- Also har·vest·ing. the gathering of crops.
- the season when ripened crops are gathered.
- a crop or yield of one growing season.See Synonym Study at crop.
- a supply of anything gathered at maturity and stored: a harvest of wheat.
- the result or consequence of any act, process, or event: The journey yielded a harvest of wonderful memories.
verb (used with object)
- to gather (a crop or the like); reap.
- to gather the crop from: to harvest the fields.
- to gain, win, or use (a prize, product, or result of any past act, process, etc.): She has finally harvested the rewards of her dedication.
- to catch, take, or remove (animals), especially for food: Fishermen harvested hundreds of salmon from the river.
- to collect (any resource) for future use: to harvest solar energy; spammers who harvest email addresses.
- to extract (an organ or tissue) from a living or dead body, as for transplantation or research: to harvest a kidney; to harvest embryos.
verb (used without object)
- to gather a crop; reap.
- the gathering of a ripened crop
- the crop itself or the yield from it in a single growing season
- the season for gathering crops
- the product of an effort, action, etca harvest of love
- to gather or reap (a ripened crop) from (the place where it has been growing)
- (tr) to receive or reap (benefits, consequences, etc)
- (tr) mainly US to remove (an organ) from the body for transplantation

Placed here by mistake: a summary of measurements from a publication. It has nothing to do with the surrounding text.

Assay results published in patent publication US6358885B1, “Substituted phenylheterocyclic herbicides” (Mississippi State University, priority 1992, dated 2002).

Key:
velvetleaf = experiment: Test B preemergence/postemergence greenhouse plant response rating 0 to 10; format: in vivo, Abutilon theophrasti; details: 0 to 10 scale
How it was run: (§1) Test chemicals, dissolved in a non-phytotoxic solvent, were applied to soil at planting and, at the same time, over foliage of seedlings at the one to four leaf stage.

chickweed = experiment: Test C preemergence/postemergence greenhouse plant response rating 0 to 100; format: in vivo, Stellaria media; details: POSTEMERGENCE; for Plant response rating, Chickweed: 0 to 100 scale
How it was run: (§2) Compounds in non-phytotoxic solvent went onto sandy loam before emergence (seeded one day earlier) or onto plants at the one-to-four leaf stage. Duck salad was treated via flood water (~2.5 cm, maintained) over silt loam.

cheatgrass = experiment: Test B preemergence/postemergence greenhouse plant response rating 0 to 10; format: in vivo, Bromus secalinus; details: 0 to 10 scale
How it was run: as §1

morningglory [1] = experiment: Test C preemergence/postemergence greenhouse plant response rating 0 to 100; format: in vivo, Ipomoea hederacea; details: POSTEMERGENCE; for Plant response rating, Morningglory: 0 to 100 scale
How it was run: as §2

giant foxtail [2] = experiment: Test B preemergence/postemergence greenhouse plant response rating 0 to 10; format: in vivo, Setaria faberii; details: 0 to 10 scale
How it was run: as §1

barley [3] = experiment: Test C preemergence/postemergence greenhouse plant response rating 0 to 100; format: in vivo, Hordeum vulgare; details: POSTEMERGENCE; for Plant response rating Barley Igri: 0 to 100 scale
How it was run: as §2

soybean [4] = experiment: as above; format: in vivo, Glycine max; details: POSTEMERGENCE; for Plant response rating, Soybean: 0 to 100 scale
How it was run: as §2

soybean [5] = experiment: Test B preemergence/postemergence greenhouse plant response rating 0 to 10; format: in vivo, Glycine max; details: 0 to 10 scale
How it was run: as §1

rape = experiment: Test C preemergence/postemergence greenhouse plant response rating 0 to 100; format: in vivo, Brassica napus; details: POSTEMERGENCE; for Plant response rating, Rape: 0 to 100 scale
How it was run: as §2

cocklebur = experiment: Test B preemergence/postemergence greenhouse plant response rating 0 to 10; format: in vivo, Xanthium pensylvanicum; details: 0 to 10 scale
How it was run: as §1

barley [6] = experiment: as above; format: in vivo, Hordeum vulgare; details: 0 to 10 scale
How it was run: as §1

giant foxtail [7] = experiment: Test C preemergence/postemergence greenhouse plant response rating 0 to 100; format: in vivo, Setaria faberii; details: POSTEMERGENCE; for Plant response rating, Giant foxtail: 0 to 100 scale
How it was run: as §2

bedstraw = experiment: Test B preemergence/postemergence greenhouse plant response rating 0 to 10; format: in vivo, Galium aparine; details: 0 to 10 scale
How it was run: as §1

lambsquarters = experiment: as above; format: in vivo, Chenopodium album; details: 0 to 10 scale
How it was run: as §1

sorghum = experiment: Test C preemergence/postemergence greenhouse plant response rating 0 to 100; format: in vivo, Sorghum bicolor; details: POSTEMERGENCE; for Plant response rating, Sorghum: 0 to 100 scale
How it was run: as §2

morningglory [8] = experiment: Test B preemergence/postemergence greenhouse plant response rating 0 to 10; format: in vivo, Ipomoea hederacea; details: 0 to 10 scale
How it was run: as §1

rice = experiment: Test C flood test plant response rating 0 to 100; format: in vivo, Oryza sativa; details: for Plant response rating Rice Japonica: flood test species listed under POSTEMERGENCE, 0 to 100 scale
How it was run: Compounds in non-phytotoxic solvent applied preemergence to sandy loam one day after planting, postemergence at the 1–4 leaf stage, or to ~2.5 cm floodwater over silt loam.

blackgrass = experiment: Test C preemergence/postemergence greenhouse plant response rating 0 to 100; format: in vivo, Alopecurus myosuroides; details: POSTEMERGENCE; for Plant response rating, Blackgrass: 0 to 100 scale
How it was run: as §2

c.1400, from harvest (n.). Of wild animals, from 1947; of cells, from 1946. Related: Harvested; harvesting.
Old English hærfest “autumn, period between August and November,” from Proto-Germanic *harbitas (cf. Old Saxon hervist, Old Frisian and Dutch herfst, German Herbst “autumn,” Old Norse haust “harvest”), from PIE *kerp- “to gather, pluck, harvest” (cf. Sanskrit krpana- “sword,” krpani “shears;” Greek karpos “fruit,” karpizomai “make harvest of;” Latin carpere “to cut, divide, pluck;” Lithuanian kerpu “cut;” Middle Irish cerbaim “cut”).
The borrowing of autumn and the use of fall in a seasonal sense gradually focused the meaning of harvest to “the time of gathering crops” (mid-13c.), then to the action itself and the product of the action (after c.1300). Figurative use by 1530s. Harvest home (1590s) is the occasion of bringing home the last of the harvest; harvest moon (1706) is that which is full within a fortnight of the autumnal equinox.